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Thread: is there a "proper" distance for zeroing a red dot.

  1. #11
    Murder Machine, Harmless Fuzzball TCinVA's Avatar
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    Quote Originally Posted by CSW View Post
    What is the best/practical/general distance for dot zero?
    You will get many answers. I prefer 25 yards. The problem is that a lot of people can't shoot accurately enough and their equipment isn't accurate enough to get a solid zero at 25. 10 yards is a lot more doable for many so that is often given as a practice. A 10 yard zero where you shoot a very tight group and get a good zero is better than an attempt at 25 where you get lost in the turrets chasing marksmanship and/or equipment problems.

    When I'm working with a new optic on a new gun I'll shoot the sights, then move the optic to start out sitting on top of the front sight post at 10. Then I'll refine that at 25. (Dots are smaller than irons and so need to be zeroed with a little more refinement) The end result is that I can hit squirrels in the vitals at 60+ yards with the pistol when I'm done...assuming I do my part. I do have to factor a little bit of offset at very close ranges (5 yards and in) to hit very precise targets, but that's more about the height of the optic itself than anything else. And that will be a little bit different on every setup.

    If you struggle at 25, get it dialed in at 10 and then test it at 25. It will probably be fine.

    Don't forget to consider your bullet weight. If you zero with 115 grain 9mm ball, you may find that 147 grain duty ammo shoots very differently, especially at extended distance. And vice versa. Generally in my guns I've not found that 115 grain 9mm ball shoots to a different point of aim than 124 grain HST +P, or at least not to a point of aim that's different enough where I can notice a problem.

    Is far better than near?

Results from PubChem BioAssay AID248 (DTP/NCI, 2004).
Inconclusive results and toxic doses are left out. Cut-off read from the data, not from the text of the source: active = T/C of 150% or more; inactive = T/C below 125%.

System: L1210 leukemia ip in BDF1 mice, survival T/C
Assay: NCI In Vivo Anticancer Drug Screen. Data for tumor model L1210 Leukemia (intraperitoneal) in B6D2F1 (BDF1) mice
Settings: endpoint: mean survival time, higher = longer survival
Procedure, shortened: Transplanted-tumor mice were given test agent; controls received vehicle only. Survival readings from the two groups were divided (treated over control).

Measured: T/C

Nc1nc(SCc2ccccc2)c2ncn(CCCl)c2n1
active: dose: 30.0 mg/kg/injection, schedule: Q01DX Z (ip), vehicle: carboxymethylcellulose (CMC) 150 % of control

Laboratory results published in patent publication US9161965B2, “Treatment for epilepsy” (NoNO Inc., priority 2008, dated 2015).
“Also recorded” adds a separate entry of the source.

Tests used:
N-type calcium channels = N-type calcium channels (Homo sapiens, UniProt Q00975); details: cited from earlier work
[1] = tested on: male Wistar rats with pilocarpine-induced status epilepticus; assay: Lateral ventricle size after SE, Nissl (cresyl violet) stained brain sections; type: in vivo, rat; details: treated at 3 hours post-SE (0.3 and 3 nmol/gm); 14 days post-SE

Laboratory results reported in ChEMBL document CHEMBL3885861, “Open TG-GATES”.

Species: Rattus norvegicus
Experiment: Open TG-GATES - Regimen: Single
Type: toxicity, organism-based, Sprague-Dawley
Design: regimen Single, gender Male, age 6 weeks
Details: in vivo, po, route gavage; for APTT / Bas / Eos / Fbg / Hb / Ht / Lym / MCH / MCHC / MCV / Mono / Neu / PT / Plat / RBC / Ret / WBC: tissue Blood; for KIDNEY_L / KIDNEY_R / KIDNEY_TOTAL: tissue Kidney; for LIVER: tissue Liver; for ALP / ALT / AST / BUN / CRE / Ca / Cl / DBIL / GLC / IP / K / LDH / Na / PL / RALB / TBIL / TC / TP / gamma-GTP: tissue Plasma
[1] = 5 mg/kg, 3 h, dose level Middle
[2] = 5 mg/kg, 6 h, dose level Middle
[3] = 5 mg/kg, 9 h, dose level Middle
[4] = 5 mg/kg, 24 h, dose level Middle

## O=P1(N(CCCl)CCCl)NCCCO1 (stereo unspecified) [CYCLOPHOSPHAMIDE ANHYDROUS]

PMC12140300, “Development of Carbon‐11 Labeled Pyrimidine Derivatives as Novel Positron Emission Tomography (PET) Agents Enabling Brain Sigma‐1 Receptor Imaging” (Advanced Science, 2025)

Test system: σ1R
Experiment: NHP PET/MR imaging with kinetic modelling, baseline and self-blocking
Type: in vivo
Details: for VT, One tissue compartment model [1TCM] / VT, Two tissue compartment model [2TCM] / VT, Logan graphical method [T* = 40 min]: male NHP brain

Generally, yes. A 5 yard zero might really suck if you are trying to hit something at extended distance because there's still some offset to worry about with most slide-mounted optic setups. How often is that a practical consideration? Rarely outside of the range environment or hunting. Handguns aren't shooting the same sorts of ballistic arcs as rifles and so their sights are set up differently. Even so, if you zero where that little bit of mechanical offset is a factor it can bite you pretty bad back at 25 and beyond.

    If you can shoot at extended distances (50 or 100 yards) by all means do so and see what your zero does out at those ranges. You'll probably be able to keep rounds on a typical target silhouette out at those distances with a 10 yard zero. I've seen some gun/optic combos where a 10 yard zero was way the hell off at extended distances, but relatively few and I suspect there was some user error mixed in there as well.

    EDIT - This is true of iron sights as well...different sight setups often have different implications on how you hold the sights that are invisible on typical targets but show up when you are chasing 10 rings at 25 or 1" squares at 5 yards. Etc.

    Does dot size dictate distance?
    I've never seen it do so.
    3/15/2016

  2. #12
    Gucci gear, Walmart skill Darth_Uno's Avatar
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    Quote Originally Posted by TCinVA View Post
    10 yards is a lot more doable for many so that is often given as a practice. A 10 yard zero where you shoot a very tight group and get a good zero is better than an attempt at 25 where you get lost in the turrets chasing marksmanship and/or equipment problems.

    If you struggle at 25, get it dialed in at 10 and then test it at 25. It will probably be fine.